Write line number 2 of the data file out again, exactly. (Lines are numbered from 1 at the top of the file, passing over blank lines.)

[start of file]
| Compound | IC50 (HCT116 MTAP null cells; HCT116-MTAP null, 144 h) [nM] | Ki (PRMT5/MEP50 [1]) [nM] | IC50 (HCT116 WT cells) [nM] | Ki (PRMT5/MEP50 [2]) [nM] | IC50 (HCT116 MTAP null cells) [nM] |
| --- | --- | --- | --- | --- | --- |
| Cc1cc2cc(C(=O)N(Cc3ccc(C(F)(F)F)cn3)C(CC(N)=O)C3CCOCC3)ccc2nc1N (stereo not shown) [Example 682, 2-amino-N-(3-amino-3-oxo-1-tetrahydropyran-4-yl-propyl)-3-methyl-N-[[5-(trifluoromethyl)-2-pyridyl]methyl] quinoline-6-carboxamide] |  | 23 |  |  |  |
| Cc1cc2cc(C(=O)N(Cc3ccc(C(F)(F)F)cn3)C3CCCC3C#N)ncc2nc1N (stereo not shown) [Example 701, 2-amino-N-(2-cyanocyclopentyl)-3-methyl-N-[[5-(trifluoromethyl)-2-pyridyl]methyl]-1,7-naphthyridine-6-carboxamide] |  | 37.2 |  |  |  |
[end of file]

| --- | --- | --- | --- | --- | --- |